How are the pseudo-Riemannian metric tensor properties restricted by the manifold topology in pseudo-Riemannian manifolds?

My understanding is that a pseudo-Riemannian metric tensor induces a topology that is not compatible with the manifold topology, and obviously the manifold topology prevails if we are to have a ...
13
votes
3answers
381 views

Is a space compact iff it is closed as a subspace of any other space?

I am trying to come up with an alternate definition of a compact topological space that coincides with the usual one. Sorry if my topology is a little rusty. My proposed alternative definition is ...
2
votes
1answer
36 views

Specific question on $l^p$ spaces and its dual in weak * topology

I am covering now Lp spaces in my summer real analysis course and this problem from Folland related to the dual of Lp stumped me hard, it is problem 19 chapter 6 reads as follows: We define $ ...
3
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0answers
40 views

Proving that $S^c=\left\{f(x)\in C^2[0,1]\;\Big\vert\; \int_{0}^{1}f(x)dx > 3\right\}$ is open in $C^2[0,1]$ with a specific metric

I am trying to prove that $$S^c=\left\{f(x)\in C^2[0,1]\;\Big\vert\; \int_{0}^{1}f(x)dx > 3\right\}$$ is open in $C^2[0,1]$ with the metric $d$ given by $$ d(f,g)=\sup_{x \in [0,1]}|f(x)-g(x)|+ ...
0
votes
1answer
27 views

Feedback on my solution “Determine a set compact or not”

Let $X :=\{(x_1,0,x_2) \in \mathbb{R^3}, x_1, x_2 \in \mathbb{R}\}$ $\mathcal{T}$ be subsapce topology coming from standard topology on $\mathbb{R^3}$. My answer is that it's compact. Reason: Define ...
2
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1answer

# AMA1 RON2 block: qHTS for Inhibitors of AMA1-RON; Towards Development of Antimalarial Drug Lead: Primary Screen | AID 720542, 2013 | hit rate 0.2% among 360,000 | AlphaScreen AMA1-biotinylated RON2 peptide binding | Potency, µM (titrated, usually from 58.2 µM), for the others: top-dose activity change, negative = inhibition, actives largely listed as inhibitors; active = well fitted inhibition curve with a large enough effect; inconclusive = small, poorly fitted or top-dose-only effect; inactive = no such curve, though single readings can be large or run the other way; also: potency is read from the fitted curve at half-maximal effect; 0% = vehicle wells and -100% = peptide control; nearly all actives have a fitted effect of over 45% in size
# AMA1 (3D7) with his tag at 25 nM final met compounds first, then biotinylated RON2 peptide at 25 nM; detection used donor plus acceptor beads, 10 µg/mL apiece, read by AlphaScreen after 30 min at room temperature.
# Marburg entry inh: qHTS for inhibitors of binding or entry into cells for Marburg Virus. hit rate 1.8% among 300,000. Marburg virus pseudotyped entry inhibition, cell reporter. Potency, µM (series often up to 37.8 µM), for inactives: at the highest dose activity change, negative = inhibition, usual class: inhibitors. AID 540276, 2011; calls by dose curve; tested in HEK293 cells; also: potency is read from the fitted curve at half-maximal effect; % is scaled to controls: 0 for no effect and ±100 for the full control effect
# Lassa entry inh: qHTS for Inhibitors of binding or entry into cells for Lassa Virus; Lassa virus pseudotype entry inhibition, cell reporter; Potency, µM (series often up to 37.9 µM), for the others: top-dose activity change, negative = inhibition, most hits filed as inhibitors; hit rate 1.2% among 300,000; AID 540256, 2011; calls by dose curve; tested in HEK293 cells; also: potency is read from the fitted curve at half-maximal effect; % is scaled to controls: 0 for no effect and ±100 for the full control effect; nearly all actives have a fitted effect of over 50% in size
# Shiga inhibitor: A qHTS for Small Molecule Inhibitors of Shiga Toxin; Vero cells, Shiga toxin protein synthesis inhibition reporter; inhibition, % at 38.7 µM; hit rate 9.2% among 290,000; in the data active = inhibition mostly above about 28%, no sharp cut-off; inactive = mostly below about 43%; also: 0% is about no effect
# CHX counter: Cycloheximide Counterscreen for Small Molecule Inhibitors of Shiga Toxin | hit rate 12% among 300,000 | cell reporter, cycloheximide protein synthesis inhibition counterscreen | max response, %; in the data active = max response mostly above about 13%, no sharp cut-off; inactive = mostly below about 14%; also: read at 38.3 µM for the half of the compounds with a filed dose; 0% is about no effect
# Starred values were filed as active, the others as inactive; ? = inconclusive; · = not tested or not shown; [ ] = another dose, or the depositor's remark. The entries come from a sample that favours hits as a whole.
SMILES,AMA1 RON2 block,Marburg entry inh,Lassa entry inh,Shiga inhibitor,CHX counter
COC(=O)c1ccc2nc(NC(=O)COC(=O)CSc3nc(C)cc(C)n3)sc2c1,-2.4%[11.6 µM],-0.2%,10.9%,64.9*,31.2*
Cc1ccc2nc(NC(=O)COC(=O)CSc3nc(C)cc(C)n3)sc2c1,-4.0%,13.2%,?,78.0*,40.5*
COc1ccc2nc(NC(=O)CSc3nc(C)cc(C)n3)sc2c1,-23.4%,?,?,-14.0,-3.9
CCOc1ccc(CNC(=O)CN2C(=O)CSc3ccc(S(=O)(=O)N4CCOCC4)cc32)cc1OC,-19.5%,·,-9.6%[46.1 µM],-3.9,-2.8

40 views

Completeness of ${C^2[0,1]}$ with under a specific metric

Prove that ${C^2[0,1]} $ (set of two times differentiable functions)is complete with metric: $$d(f,g)=\sup_{x \in [0,1]}|f(x)-g(x)|+ \sup_{x \in [0,1]}|f'(x)-g'(x)| + \sup_{x \in ...
13
votes
5answers
615 views

Why formulate continuity in terms of pre-images instead of image?

I wanted to discuss my intuition of why we formulate the concept of continuity in terms of pre-image of open set is open instead of images for example if we consider $f(x) = c$ where $c$ is some ...
4
votes
1answer
33 views

Topologically distinguishing Mobius Strips based on the number of half-twists

We can distinguish between a (closed) Mobius strip and 'regular' (untwisted) strip by examining the set of points which have no neighborhood homeomorphic to a disk (intuitively, the 'boundary' of the ...
5
votes
0answers
48 views

What are the universally effective epimorphisms of topological spaces?

An effective epimorphism in a category is a morphism that is the coequaliser of its kernel pair, and a universally effective epimorphism is a morphism $f : X \to Y$ such that, for every pullback ...